April 2018 Steel Exports
Steel exports in April were largely unchanged from both a month earlier and a year earlier.
The United States exported 861,005 net tons of steel in April, down just under 1 percent from March but up almost a half-percent from April 2017. Exports to Canada dipped 4.5 percent from March to 443,231 net tons, a 2 percent increase from a year earlier, while exports to Mexico jumped 9.2 percent month-to-month to 323,687 net tons, though this marked a 3.1 percent decline from the previous April. Exports to the European Union, despite a 6.2 percent decrease from March, were nearly 30 percent higher than in April of last year at 33,571 net tons.
Through the first third of the year, exports were down 2.5 percent at 3.37 million net tons. More than half of that amount – 1.73 million net tons – went to Canada, a 2.7 percent increase over last year, and more than a third – 1.24 million net tons – was sold to Mexico, a drop of more than one-tenth compared to 2017. Year-to-date exports to the European Union totaled 139,014 net tons, a nearly 20 percent increase from a year prior.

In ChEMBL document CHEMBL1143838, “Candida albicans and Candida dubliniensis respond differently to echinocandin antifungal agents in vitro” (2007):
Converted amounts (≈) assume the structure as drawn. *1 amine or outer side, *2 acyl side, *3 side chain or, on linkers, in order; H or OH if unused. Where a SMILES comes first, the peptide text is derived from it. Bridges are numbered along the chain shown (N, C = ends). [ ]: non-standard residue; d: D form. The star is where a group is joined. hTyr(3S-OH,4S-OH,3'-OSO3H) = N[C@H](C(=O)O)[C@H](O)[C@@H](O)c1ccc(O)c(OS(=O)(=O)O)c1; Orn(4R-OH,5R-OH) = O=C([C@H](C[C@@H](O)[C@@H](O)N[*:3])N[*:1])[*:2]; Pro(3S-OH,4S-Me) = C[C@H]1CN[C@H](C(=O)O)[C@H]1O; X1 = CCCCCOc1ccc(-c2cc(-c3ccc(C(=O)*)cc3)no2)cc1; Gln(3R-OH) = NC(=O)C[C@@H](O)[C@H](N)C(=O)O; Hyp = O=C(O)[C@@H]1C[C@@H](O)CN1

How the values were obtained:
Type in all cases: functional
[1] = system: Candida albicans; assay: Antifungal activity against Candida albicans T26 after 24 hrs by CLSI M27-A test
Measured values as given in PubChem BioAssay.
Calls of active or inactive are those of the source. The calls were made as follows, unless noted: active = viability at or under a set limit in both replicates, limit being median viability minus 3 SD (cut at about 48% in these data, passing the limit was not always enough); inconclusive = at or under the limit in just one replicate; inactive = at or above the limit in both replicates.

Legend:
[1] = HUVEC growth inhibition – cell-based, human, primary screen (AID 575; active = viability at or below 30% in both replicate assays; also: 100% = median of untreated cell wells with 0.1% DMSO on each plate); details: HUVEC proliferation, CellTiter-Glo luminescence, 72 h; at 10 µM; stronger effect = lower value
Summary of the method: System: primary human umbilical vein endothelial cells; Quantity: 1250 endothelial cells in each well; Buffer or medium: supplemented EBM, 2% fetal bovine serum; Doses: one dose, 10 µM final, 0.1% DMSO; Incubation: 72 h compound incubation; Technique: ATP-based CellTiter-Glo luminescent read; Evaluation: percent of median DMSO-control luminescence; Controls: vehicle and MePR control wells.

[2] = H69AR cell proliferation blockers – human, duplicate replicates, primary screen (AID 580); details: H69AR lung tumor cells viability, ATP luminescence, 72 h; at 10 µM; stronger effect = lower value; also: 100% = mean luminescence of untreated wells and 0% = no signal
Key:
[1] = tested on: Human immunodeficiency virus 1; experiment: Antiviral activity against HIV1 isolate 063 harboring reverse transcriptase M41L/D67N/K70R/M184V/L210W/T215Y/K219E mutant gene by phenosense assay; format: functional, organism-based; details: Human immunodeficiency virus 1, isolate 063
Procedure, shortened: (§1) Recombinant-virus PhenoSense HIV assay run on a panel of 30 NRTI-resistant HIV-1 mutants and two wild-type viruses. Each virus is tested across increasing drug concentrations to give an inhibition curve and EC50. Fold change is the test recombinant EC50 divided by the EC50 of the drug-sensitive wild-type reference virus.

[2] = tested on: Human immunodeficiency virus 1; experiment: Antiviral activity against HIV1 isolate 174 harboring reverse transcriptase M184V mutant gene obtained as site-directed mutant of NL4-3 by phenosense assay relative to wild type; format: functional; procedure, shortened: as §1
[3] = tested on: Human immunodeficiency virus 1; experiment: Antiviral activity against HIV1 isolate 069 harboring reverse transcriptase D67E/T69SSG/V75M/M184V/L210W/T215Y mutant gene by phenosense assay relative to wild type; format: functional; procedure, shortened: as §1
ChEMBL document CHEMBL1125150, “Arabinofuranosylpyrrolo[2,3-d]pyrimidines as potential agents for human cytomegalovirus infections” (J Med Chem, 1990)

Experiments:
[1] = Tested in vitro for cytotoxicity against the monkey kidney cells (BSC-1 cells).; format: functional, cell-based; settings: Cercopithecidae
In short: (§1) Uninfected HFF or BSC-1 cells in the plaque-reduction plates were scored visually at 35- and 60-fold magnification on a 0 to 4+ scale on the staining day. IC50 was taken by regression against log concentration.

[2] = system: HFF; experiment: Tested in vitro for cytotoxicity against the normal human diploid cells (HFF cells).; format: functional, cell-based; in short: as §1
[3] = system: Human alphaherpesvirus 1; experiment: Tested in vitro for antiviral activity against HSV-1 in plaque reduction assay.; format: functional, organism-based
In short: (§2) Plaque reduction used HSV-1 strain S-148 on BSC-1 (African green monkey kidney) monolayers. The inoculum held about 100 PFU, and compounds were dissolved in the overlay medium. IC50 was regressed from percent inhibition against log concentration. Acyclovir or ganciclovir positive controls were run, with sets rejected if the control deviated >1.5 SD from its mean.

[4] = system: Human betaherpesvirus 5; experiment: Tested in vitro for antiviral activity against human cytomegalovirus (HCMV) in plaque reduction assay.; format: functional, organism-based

Steel exports will likely be one of the first areas where the negative impact of the trade war that President Trump seems intent on launching will be seen. The administration’s apparent willingness to blow up NAFTA and its decision not to exempt Canada and Mexico from its ill-advised 25 percent steel tariffs – followed by the disastrous G7 Summit and Trump’s verbal assault on Canadian Prime Minister Justin Trudeau – will surely result in retaliation by the two biggest purchasers of American steel that will drive down exports from the United States. This, however, will certainly not be the last harm that is done to American manufacturers and consumers by protectionism.